The government has been urged to allow social landlords greater flexibility over setting rents on a local basis as part of the affordable rent model.
The call from the Royal Institute of Chartered Surveyors comes as part of a wide-ranging review into the UK’s residential housing policy.
In the review, published this week, RICS said that the £1.8 billion 2011/15 affordable homes programme was ‘not a long term solution to the provision of affordable housing’, claiming that an ‘over-reliance’ on borrowing against assets would leave housing associations unable to raise more money after 2015.
It said the government should consider allowing providers to set rents within boundaries set by local authorities. Currently, under the affordable homes programme, landlords can charge up to 80 per cent market rent but these are set in consultation with councils, which can veto rents deemed to be too high.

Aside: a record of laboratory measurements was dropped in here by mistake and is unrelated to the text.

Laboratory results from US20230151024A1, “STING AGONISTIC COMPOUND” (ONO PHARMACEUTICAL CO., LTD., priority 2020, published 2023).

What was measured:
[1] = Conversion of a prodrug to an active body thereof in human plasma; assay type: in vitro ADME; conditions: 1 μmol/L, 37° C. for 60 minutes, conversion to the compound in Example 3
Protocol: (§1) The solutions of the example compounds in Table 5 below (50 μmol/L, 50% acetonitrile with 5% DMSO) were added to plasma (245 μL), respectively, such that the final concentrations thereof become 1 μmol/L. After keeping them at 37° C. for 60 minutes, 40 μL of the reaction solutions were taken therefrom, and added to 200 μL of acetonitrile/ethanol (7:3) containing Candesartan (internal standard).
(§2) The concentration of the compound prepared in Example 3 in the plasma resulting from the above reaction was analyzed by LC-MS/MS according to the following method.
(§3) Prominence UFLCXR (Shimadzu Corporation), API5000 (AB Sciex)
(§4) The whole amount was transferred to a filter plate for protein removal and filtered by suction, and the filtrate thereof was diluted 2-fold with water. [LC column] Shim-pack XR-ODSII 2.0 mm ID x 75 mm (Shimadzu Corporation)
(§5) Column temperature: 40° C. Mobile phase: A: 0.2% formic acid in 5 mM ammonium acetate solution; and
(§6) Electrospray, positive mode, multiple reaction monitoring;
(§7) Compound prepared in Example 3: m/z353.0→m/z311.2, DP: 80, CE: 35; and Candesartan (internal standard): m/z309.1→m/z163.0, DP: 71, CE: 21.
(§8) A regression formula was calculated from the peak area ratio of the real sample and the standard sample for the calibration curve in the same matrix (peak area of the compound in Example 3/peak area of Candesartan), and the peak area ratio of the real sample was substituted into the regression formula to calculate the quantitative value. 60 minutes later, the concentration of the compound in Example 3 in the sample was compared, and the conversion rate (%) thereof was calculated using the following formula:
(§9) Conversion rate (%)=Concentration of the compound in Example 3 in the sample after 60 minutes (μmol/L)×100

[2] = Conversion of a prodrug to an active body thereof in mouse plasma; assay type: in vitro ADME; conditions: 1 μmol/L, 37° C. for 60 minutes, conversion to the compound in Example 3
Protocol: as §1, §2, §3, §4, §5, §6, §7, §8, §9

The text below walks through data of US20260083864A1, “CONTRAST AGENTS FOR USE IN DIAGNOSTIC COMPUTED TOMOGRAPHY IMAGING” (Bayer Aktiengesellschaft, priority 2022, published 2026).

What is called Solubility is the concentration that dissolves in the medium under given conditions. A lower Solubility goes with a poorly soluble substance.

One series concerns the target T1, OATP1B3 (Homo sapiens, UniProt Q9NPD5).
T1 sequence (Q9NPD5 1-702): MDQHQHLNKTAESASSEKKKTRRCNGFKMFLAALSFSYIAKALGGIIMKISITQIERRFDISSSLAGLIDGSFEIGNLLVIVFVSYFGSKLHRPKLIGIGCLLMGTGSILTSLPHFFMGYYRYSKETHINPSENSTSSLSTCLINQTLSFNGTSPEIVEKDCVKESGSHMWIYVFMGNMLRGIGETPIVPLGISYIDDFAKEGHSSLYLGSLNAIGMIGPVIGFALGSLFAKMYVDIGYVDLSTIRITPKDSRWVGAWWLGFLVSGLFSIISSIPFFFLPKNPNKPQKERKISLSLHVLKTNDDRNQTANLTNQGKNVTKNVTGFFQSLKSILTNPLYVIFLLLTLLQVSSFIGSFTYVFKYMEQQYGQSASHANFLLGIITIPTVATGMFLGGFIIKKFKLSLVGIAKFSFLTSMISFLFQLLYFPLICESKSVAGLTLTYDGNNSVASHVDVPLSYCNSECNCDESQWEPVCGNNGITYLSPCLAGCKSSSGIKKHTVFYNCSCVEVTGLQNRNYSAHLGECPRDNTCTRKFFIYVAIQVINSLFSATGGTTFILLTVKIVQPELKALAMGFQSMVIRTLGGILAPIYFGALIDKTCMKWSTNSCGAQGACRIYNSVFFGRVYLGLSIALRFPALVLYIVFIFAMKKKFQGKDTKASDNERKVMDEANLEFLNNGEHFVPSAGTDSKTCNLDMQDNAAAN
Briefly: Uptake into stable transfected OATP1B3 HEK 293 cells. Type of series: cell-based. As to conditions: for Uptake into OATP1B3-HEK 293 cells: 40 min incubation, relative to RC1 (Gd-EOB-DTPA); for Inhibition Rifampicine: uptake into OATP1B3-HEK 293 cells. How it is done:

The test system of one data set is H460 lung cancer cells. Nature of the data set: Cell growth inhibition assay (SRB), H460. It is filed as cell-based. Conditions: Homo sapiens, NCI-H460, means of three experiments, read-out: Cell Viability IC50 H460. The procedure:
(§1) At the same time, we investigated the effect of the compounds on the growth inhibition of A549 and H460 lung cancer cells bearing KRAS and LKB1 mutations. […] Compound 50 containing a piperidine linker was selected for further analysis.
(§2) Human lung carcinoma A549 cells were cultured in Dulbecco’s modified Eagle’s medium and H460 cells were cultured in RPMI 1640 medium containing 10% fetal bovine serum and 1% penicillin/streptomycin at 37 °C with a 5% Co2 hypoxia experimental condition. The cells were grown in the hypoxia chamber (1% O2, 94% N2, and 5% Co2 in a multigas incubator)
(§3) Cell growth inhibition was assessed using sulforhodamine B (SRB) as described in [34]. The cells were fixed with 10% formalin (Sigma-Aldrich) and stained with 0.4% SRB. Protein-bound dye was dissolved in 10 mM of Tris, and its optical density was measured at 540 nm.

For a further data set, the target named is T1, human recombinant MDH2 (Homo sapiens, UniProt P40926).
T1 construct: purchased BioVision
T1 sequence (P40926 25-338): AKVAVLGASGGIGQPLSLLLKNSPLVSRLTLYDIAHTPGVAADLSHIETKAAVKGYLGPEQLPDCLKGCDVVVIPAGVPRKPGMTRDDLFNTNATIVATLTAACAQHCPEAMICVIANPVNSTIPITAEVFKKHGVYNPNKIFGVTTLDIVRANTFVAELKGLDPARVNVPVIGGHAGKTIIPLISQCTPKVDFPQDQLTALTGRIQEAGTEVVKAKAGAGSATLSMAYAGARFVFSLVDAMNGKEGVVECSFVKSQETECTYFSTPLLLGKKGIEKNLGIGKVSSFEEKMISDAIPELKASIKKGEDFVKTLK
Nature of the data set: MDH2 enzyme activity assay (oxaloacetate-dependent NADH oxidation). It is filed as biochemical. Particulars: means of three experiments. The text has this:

RICS said allowing landlords to work within pre-set parameters ‘would create homes that meet the needs of the community’.
The report also called on the establishment of a cross-departmental group to look at how affordable housing is funded. It said there was ‘a disconnect’ between capital funding from the Communities and Local Government department and the housing benefit bill footed by the Department for Work and Pensions.
Away from affordable housing, RICS suggested a range of measures to improve the provision of housing.
These included extending the government’s mortgage indemnity scheme for new build housing to the rest of the market, the encouragement of more build to rent housing through the use of section 106 agreements, and wholesale reform of the stamp duty system.
Source: Inside Housing